The European Union is weighing whether a 50 billion-euro ($68 billion) rescue fund can be turned into a bank backstop for member states outside the single-currency bloc, two EU officials said.
The EU’s balance-of-payments fund currently has about 40 billion euros available, after being used to help Latvia, Hungary and Romania, the officials said. The European Commission now wants to overhaul the fund and add a tool for bank aid that could be tapped by non-euro countries whose lenders fail next year’s continent-wide stress tests, they said on condition of anonymity because the talks are private.
The Brussels-based commission wants a resource that can operate alongside the euro area’s 500 billion-euro firewall, so that the entire 28-nation EU is braced for the results of next year’s stress tests, the officials said. The goal is to reach a deal by the end of this year so that the tool can be ready by mid-2014, when the commission also hopes to have finished negotiations on when the firewall can provide direct aid to euro-zone banks.
“The Commission has proposed that the Balance of Payments Mechanism include a bank recapitalization instrument for the same reason that one is available for euro area countries under the ESM: to provide a credible public backstop at the European level capable of reassuring supervisors and market participants that financial stability will be assured,” Simon O’Connor, a spokesman for the commission, said by e-mail.
“This is particularly important in view of the forthcoming asset quality review and stress tests, which need to strengthen confidence in the solidity of the financial sector in Europe,” he said.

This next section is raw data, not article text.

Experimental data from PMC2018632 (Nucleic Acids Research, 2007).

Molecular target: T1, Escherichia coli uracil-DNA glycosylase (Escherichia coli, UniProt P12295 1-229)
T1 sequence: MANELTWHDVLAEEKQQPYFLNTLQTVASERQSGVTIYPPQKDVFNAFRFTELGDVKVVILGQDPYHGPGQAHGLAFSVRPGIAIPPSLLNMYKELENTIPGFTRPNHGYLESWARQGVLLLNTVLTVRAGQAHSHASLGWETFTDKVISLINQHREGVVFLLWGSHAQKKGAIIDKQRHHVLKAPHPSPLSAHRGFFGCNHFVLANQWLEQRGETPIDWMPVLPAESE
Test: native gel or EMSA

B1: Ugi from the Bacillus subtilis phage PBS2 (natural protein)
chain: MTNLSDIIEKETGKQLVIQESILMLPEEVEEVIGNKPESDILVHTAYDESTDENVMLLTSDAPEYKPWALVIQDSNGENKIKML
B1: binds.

The European Central Bank will be conducting balance-sheet reviews of major banks across the euro area as it prepares to take on new oversight duties in the second half of 2014. In addition, all EU banks will face a new round of stress tests, carried out by the ECB, national regulators and the European Banking Authority.
If all the proposed backstops are in place, the EU would have as much as 400 billion euros available to handle any banking problems that emerge, one of the officials said. This would include 60 billion euros in possible direct bank aid from the European Stability Mechanism and another 280 billion euros in capacity for banking assistance programs like the one Spain received last year, as well as the proposed tool for non-euro member states.
Germany and the U.K. are leading opposition to the proposal, on the grounds that it might ease pressure on countries to clean up their banking sectors without aid, the officials said. Supporters including France, Spain and Italy say the EU needs to show investors it’s braced to handle any problems that emerge after next year’s bank reviews.
The proposed bank-aid tool is part of a broader proposed overhaul to the balance-of-payments fund, which requires unanimous approval by EU nations. Tapping the fund requires countries to apply and to accept conditions, just as euro-area nations must enter a reform program to qualify for ESM aid.
Lawyers for the Council of the European Union, which represents member states, have said the bank-aid proposal would need to be revised to show a direct link to the wellbeing of the country in question, the officials said. The commission is working on revisions to accommodate that concern, they said.